Par.) says that in this world the deliverance of Israel is accomplished by man and is followed by fresh captivities, but that in the latter or Messianic days their deliverance will be accomplished by God, and will not be followed by
another captivity.

Isa 35:1  The land that was desolate and impassable shall be glad, and the wilderness shall rejoice, and shall flourish like the lily.
Isa 35:2  It shall bud forth and blossom, and shall rejoice with joy and praise: the glory of Libanus is given to it: the beauty of Carmel, and Saron, they shall see the glory of the Lord, and the beauty of our God.
Isa 35:3  Strengthen ye the feeble hands, and confirm the weak knees.
Isa 35:4  Say to the fainthearted: Take courage, and fear not: behold your God will bring the revenge of recompense: God himself will come and will save you.

The land that was desolate. The prophet employs in the description all the greatest natural beauties that Palestine possessed: the glory of Libanus, the beauty of Carmel, the lily of Saron. Nor is the prophet’s beauty lifeless: all is filled with joy and praise and exultation. The description begins very aptly with the land that was desolate, since the world in its fallen state was really a desert and a wilderness. It is owing to the Messianic blessings that mountains, and woods, and fields (Libanus, Carmel, Saron) have become the true symbols of God’s divine beauty and goodness. Hence the prophetic address concerning the feeble hands and the weak knees and the faint-hearted.

Isa 35:5  Then shall the eyes of the blind be opened, and the ears of the deaf shall be unstopped.
Isa 35:6  Then shall the lame man leap as a hart, and the tongue of the dumb shall be free: for waters are broken out in the desert, and streams in the wilderness.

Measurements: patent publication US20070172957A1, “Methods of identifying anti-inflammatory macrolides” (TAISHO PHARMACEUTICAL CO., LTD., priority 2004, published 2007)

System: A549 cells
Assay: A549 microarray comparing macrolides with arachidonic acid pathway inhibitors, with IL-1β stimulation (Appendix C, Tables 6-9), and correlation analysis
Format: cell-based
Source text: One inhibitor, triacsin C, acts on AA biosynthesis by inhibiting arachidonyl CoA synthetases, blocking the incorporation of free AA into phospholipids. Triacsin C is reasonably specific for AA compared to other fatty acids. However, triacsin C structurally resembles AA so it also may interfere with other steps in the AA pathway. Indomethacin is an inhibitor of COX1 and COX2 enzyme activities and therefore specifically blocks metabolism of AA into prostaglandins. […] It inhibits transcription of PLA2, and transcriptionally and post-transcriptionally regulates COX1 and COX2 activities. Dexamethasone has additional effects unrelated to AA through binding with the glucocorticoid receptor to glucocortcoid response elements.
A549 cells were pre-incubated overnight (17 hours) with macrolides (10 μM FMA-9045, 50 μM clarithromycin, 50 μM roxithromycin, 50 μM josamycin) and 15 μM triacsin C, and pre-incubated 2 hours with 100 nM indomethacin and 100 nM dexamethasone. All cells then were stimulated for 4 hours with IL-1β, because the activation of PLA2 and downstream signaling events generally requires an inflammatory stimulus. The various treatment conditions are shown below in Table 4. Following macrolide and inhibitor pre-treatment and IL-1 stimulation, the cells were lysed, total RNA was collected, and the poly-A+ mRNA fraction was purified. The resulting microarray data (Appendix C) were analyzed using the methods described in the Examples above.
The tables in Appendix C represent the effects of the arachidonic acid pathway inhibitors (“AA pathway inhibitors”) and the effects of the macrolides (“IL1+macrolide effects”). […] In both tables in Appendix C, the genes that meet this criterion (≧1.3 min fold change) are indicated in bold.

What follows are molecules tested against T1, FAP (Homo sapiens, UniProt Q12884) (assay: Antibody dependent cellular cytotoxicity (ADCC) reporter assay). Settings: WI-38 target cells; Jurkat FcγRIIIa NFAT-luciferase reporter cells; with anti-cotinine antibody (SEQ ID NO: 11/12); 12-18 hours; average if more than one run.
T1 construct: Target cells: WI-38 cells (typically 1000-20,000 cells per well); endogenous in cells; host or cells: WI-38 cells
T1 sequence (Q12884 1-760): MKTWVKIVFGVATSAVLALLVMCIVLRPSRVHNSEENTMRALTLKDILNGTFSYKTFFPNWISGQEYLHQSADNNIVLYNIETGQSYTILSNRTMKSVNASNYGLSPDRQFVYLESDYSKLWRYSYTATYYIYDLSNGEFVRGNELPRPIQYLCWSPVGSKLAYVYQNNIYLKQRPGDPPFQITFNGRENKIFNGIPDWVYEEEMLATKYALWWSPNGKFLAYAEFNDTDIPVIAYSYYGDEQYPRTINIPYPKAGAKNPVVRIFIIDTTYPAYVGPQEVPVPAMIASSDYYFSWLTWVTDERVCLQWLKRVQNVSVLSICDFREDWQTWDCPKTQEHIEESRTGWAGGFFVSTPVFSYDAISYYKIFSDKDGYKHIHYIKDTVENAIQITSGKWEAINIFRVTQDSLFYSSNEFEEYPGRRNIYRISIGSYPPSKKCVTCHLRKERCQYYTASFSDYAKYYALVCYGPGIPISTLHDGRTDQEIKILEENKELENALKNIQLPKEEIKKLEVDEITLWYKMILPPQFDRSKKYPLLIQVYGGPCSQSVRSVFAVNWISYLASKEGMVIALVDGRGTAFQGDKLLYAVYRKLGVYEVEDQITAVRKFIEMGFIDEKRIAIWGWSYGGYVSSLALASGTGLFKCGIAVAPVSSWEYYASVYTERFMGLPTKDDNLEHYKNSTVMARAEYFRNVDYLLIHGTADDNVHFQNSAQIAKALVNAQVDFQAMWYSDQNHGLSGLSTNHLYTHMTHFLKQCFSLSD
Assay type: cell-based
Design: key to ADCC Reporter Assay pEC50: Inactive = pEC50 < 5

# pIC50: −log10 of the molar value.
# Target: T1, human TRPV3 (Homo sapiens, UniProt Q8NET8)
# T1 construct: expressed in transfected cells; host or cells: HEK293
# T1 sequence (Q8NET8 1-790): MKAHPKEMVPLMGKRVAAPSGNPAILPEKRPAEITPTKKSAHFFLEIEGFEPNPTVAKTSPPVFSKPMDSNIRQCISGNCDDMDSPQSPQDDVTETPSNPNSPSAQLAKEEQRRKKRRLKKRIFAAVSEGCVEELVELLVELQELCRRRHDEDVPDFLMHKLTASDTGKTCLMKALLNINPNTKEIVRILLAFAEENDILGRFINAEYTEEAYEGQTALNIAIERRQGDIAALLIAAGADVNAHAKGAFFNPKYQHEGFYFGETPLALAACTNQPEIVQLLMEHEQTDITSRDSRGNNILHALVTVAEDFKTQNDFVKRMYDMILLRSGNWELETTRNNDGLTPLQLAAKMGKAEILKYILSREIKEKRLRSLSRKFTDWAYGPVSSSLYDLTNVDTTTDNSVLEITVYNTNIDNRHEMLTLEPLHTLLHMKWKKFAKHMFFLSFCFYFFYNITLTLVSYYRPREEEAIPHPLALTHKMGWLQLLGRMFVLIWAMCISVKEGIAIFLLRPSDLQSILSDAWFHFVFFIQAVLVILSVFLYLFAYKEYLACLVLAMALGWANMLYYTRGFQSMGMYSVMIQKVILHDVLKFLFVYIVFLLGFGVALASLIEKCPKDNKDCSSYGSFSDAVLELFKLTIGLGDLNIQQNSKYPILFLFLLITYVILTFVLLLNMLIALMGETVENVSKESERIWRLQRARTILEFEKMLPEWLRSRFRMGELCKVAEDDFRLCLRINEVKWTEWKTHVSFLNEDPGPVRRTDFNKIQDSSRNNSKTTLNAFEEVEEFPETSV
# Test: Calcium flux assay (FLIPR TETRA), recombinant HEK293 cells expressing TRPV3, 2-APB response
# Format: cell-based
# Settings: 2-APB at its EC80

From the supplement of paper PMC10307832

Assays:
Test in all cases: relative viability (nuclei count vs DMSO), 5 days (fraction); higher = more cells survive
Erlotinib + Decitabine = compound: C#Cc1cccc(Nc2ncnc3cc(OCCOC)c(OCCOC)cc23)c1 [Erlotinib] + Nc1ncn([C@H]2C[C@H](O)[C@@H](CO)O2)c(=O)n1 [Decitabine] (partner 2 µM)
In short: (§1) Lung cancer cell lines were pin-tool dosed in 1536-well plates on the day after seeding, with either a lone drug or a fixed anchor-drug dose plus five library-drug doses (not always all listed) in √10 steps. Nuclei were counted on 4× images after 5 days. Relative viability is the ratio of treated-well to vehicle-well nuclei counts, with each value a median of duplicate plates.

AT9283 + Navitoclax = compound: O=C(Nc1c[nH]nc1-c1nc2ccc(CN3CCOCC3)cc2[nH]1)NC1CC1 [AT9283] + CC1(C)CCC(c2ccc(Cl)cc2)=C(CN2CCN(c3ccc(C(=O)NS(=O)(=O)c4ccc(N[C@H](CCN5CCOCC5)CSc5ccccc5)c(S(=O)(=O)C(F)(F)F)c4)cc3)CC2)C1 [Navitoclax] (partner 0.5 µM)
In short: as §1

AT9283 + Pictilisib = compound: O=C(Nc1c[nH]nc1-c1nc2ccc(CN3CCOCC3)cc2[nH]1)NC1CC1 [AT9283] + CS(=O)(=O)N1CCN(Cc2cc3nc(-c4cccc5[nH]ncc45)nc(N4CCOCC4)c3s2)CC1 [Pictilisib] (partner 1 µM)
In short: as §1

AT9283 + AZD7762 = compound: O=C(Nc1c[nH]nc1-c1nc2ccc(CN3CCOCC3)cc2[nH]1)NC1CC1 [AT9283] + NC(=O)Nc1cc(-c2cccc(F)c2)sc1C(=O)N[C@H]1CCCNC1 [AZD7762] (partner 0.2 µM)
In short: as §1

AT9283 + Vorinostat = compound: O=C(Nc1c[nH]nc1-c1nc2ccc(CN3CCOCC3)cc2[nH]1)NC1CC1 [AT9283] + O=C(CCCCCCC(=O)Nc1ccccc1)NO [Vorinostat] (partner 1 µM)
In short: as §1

Then shall the eyes of the blind. Explanations: a. The promises convey in general that all evils shall be healed by means of the Messianic benefits; and as in Is 34. God’s curse is signified by the different evils which befall Israel s enemies, so here God s blessing is indicated by the cessation of all manner of diseases, b. The single benefits described must be understood in a spiritual manner: the eyes shall see the heavenly truths of the Messianic doctrine; the ears shall obediently hear the Messianic precepts and counsels; the lame shall make rapid progress in the way of Christian perfection; the dumb shall sing the praises of God (Osorio, Eusebius, Barhebraeus, Sanchez). One of the reasons for this spiritual interpretation is taken from the following words: Waters are broken out in the desert. For since this has been verified only spiritually, the preceding words too must be understood spiritually, c. Others, again, explain the passage in both its literal and spiritual meaning: literally the prediction was verified when Jesus gave sight to the blind, opened the ears of the deaf, loosened the tongue of the dumb, etc.; but spiritually the prophecy is still verified day after day by the conversion of the Gentiles to the doctrine of the Messias, and by their seeing and hearing and living according to the truths of Christianity (Jerome, Cyril, Haimo, Maldonatus, Pinto, Sasbout, Foreiro, Menochius, Gordon), d. There is a class of writers who explain the passage metaphorically, if it is applied to the time after the Assyrian captivity; literally if applied to the time of the Messias (St. Thomas, Ephrem). e. Mariana, Tirinus, Calmet restrict the application of the prophecy to the time of the Messias alone; but no one explains how the prediction applies immediately to Christ. Perhaps it is best to conceive the prophecy as promising spiritual sight and hearing, and power of moving; but these spiritual benefits brought to us by the Redeemer were externally symbolized by him in the many outward miracles he performed in favor of the blind, the deaf, the lame, etc. The promise, finally, God himself will come and will save you (verse 4), is surely most amply verified in the mystery of the incarnation; still it can hardly be maintained that the prophet himself understood the promise in such a magnificent manner, since the same words refer in other passages (Is 30:27; 31:4; 33:10,22) mainly to God’s help in distress, and not necessarily to his becoming man. We may, however, safely maintain that the Holy Ghost in inspiring these expressions intended to reveal not merely the substantial promise of God s certain help, but also the manner in which God has helped us, the incarnation of the Word.